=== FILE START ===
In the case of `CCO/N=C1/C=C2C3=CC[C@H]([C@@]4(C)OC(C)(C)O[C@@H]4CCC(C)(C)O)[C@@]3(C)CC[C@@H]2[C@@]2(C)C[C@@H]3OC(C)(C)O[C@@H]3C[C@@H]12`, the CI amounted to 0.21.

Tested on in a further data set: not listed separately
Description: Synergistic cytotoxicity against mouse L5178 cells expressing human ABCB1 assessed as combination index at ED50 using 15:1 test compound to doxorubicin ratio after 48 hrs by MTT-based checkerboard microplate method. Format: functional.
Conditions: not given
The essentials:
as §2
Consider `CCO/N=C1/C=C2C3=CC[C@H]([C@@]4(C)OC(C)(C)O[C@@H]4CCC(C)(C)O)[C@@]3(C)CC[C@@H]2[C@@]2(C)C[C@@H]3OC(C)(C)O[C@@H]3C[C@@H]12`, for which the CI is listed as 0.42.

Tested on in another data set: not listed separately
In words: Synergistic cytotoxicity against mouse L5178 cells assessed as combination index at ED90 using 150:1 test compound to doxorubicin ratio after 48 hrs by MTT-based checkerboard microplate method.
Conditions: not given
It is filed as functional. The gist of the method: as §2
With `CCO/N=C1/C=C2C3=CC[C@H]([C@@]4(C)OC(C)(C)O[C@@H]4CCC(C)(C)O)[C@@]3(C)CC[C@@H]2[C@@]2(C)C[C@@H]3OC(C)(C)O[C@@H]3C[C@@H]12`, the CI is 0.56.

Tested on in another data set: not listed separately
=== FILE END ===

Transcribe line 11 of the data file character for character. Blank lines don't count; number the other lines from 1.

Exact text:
It is filed as functional. The gist of the method: as §2